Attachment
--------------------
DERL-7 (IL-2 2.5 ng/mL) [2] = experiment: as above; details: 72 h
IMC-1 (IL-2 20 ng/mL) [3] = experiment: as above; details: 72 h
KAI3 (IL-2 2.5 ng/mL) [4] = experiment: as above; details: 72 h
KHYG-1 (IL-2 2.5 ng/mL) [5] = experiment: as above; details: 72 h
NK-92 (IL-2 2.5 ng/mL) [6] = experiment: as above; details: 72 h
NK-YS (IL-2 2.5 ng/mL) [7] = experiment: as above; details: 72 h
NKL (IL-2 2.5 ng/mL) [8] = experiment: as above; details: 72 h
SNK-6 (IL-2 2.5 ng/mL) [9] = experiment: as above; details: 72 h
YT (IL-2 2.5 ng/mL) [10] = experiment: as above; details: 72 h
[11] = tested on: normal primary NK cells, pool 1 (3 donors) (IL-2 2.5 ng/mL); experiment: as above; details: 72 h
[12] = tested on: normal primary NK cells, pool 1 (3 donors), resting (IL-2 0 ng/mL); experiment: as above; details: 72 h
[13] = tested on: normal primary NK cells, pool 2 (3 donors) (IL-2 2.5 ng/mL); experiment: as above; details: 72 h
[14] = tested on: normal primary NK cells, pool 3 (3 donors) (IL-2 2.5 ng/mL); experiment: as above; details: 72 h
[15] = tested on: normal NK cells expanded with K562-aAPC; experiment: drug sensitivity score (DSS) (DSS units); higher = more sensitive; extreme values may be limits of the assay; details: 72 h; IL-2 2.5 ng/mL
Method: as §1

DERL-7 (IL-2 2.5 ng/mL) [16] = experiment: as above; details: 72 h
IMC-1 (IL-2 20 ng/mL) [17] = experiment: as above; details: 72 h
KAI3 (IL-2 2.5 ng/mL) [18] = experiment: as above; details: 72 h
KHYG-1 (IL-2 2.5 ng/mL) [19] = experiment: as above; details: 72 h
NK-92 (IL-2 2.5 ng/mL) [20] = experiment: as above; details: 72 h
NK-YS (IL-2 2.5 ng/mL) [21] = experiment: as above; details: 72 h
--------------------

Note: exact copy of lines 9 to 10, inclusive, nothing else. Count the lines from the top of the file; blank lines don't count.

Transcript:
YT (IL-2 2.5 ng/mL) [10] = experiment: as above; details: 72 h
[11] = tested on: normal primary NK cells, pool 1 (3 donors) (IL-2 2.5 ng/mL); experiment: as above; details: 72 h